What’s been the hardest part of your journey?
The hardest part as been, as a father, mourning the moments that I may not have, about not being able to raise my daughter, or be there for my wife. Living in a seniors home now is tough. I’ve already been stripped away from my family. The isolation and the loneliness that you feel is as if you’re on death row, just waiting. That’s when faith kicks in, you have hope, and you have to cling to the promises that are in Scripture. That’s going from fear, you feel like someone pulled the rug out from underneath you, to faith, knowing that Jesus promises he’ll never leave me or forsake me. And I have to cling to that. That transition from fear to faith has been the most challenging aspect of my journey.
Can you talk a bit more about how your faith has grown?
Growing up I had a knowledge of Christ and everything that he stood for but I didn’t put my full weight of faith on him until probably my 20’s, my college years. I think I had Jesus in my back pocket and sort-of compartmentalized him. I thought that was enough to sustain me. I was busy with life, school, girls, skateboarding, snowboarding and all the activities I was involved in, and I never really gave him much thought. Then once I got sick it really showed me the complete utter worthlessness of those trivial things, and how important it was to get real about my relationship with Jesus Christ. I had to make him a priority in my life instead of all these other things that slid in and forced me to put Jesus on the back burner. When they say you have 14 months to live (on average), what are you going to do with those 14 months? And thats just the average. You have people dropping off at 7 months or 9 months or who’s to say? So it really just made the promises of my faith significant. I had to get real with myself and say, I have to have this relationship with Jesus now and push everything else aide.
What do you hope other people would learn from what you’ve had to go through?
That my story is not unique. It’s unique in the sense that people my age typically don’t get diagnosed with stage 4 Glioblastoma Multiform (GBM) cancer. That’s the same cancer that Gord Downie from The Tragically Hip recently passed way from . I would hope that they take stock of their own lives and ask, where does Jesus fit into my life right now? What is my relationship with Jesus like? And what if I was the one who got that call? I pray that if they were to get that call, faith would be the leading attribute in their life facing it and not despair.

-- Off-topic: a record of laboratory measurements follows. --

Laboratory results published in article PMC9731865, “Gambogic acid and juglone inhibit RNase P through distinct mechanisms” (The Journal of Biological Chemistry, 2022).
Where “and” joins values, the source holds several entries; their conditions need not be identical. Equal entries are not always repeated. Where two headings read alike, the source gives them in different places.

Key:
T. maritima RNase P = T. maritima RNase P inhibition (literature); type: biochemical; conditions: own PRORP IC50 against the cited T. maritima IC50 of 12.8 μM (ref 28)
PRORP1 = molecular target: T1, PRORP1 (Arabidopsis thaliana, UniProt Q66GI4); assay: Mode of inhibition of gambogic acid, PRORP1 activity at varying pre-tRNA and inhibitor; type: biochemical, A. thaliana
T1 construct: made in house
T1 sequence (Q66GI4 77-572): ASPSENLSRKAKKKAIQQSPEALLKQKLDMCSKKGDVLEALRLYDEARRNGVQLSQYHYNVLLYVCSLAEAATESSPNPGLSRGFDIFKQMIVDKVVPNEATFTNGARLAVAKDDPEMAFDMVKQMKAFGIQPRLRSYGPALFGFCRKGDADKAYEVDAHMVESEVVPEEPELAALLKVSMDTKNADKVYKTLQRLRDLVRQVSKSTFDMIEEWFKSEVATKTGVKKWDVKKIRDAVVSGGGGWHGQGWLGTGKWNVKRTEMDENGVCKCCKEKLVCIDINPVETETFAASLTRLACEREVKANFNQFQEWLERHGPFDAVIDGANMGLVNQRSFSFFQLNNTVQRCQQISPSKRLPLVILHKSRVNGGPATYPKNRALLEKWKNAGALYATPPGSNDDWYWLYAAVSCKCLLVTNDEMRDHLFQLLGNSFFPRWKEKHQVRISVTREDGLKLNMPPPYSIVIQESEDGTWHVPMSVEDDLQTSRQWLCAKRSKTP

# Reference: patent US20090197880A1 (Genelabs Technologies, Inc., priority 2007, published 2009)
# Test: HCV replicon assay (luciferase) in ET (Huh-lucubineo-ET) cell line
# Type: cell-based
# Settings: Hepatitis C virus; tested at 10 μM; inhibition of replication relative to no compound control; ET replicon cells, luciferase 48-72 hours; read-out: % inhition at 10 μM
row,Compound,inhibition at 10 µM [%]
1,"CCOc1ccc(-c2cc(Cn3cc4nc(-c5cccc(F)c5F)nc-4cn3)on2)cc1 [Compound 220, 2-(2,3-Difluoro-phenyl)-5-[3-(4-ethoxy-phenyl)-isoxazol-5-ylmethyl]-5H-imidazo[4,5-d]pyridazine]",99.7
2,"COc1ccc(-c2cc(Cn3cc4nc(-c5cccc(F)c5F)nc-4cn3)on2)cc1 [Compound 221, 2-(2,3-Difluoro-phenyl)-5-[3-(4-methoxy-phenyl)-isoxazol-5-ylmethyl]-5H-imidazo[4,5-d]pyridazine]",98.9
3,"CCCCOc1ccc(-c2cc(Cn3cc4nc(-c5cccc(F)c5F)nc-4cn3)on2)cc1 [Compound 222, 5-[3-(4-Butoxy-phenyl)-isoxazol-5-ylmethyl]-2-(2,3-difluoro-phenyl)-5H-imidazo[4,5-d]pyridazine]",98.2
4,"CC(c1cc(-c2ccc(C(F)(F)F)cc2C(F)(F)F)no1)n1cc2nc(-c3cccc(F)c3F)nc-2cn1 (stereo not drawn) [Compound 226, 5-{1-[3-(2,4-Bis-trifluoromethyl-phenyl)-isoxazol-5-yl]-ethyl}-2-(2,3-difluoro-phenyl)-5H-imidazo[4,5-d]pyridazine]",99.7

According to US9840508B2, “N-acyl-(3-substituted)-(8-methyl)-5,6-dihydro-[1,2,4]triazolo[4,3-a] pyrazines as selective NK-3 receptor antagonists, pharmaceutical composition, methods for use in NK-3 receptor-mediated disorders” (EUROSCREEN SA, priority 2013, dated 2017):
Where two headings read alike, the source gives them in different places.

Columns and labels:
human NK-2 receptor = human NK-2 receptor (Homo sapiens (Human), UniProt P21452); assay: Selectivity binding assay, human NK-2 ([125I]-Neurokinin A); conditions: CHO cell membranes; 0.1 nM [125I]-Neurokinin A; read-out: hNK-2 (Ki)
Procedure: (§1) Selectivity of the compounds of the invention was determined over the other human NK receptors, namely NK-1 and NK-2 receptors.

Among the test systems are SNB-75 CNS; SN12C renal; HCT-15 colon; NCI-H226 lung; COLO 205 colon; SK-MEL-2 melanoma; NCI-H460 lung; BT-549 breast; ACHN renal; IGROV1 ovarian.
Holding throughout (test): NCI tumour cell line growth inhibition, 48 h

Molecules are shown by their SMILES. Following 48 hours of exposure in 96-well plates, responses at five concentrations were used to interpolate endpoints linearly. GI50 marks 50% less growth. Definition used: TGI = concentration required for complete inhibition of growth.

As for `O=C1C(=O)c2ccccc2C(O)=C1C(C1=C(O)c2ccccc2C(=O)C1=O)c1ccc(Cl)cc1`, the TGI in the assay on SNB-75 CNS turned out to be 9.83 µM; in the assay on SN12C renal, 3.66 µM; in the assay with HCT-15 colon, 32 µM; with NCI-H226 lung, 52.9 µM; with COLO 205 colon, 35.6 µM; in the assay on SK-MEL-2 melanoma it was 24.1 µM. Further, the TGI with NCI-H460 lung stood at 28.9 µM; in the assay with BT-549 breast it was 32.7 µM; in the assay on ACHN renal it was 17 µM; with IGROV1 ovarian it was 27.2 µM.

Lot’s of people struggle with the idea of a God that is powerful and loving but still allows suffering. How have you wrestled with that?
It’s certainly been a struggle. You have your questions, like “Why me?” and “Why did this happen?” I won’t deny it—I had those questions. But I read a book called Don’t Waste Your Cancer by John Piper. He basically said that people are going to be watching you seeing how you handle this, and it may be the best opportunity for you to show off your faith in Christ on a greater level than you’ve ever been able to before. That’s certainly been my case. I would never call cancer a blessing, but through it I have been able to grow my faith and my relationship with Christ to a level that I had never previously had. And through that, people seeing my heart and seeing my love for him, has really been great. I’ve been told I’m an inspiration to other people. For me to be called an inspiration to other people seems odd because I’m just a regular guy who got sick (in my mind at least). But I’ve really tried to reach out and touch other peoples lives, saying, “This could be you—what about this Jesus? You may want to get serious with him because he’s the answer.”
To the teenagers who might be watching this, what would you like to say to them?
You’re going to be going through a rough time, and it’s a confusing time. Theres so many distractions that you are faced with and, believe me, I know there are so many temptations thats come along too. Really fix your eyes on the Lord and make him a priority. I know there are things that will come along and tempt you, and there’s certainly years where you may fall off the path. But fix your eyes on the Lord and believe in him, have faith in him, and walk with him every day regardless of what’s in front of you, or what your friends are doing. Remember that there’s no better person to have as a friend than Jesus Christ.
With the time that you have left on this earth, what do you want to do with it?